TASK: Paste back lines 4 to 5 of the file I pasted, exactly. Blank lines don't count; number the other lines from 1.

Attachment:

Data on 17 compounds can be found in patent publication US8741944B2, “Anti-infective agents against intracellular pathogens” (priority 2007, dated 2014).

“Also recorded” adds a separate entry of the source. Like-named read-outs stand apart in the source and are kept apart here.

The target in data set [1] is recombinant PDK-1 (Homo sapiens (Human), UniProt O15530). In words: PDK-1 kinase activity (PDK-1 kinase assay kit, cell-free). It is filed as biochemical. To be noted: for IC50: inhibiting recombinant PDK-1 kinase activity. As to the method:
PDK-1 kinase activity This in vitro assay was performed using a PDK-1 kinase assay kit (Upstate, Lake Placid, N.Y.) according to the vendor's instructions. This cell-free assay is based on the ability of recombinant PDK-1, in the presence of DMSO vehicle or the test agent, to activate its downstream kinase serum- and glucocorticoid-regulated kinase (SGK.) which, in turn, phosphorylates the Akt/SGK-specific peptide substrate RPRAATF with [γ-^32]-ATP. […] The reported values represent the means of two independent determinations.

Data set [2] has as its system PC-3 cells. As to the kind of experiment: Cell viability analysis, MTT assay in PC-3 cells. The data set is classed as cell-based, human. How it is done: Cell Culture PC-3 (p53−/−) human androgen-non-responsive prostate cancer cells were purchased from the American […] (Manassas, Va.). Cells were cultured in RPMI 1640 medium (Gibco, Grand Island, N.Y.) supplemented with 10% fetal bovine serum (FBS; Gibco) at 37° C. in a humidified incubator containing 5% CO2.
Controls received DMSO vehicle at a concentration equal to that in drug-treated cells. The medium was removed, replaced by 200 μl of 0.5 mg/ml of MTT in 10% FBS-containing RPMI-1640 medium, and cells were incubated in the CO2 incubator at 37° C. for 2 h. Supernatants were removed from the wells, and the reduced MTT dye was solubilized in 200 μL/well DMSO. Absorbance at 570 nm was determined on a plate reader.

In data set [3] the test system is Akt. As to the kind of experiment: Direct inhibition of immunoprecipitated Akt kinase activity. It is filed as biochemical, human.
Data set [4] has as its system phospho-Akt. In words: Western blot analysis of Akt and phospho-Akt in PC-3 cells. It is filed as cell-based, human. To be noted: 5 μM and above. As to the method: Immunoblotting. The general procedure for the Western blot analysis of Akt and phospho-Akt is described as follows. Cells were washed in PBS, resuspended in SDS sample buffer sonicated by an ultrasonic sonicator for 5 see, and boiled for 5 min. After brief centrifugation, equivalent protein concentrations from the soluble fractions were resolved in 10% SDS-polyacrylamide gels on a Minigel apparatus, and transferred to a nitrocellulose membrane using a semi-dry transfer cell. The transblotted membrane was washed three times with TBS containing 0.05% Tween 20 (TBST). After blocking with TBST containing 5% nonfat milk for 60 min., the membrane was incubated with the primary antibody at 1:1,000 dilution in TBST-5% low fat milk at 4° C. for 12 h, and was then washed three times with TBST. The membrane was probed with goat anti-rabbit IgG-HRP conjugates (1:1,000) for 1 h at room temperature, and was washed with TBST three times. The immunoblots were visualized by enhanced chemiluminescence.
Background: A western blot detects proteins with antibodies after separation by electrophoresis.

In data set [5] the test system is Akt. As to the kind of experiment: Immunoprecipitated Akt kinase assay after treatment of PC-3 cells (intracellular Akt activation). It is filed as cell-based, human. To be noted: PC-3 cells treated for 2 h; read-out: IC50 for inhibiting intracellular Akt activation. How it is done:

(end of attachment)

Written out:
PDK-1 kinase activity This in vitro assay was performed using a PDK-1 kinase assay kit (Upstate, Lake Placid, N.Y.) according to the vendor's instructions. This cell-free assay is based on the ability of recombinant PDK-1, in the presence of DMSO vehicle or the test agent, to activate its downstream kinase serum- and glucocorticoid-regulated kinase (SGK.) which, in turn, phosphorylates the Akt/SGK-specific peptide substrate RPRAATF with [γ-^32]-ATP. […] The reported values represent the means of two independent determinations.

Data set [2] has as its system PC-3 cells. As to the kind of experiment: Cell viability analysis, MTT assay in PC-3 cells. The data set is classed as cell-based, human. How it is done: Cell Culture PC-3 (p53−/−) human androgen-non-responsive prostate cancer cells were purchased from the American […] (Manassas, Va.). Cells were cultured in RPMI 1640 medium (Gibco, Grand Island, N.Y.) supplemented with 10% fetal bovine serum (FBS; Gibco) at 37° C. in a humidified incubator containing 5% CO2.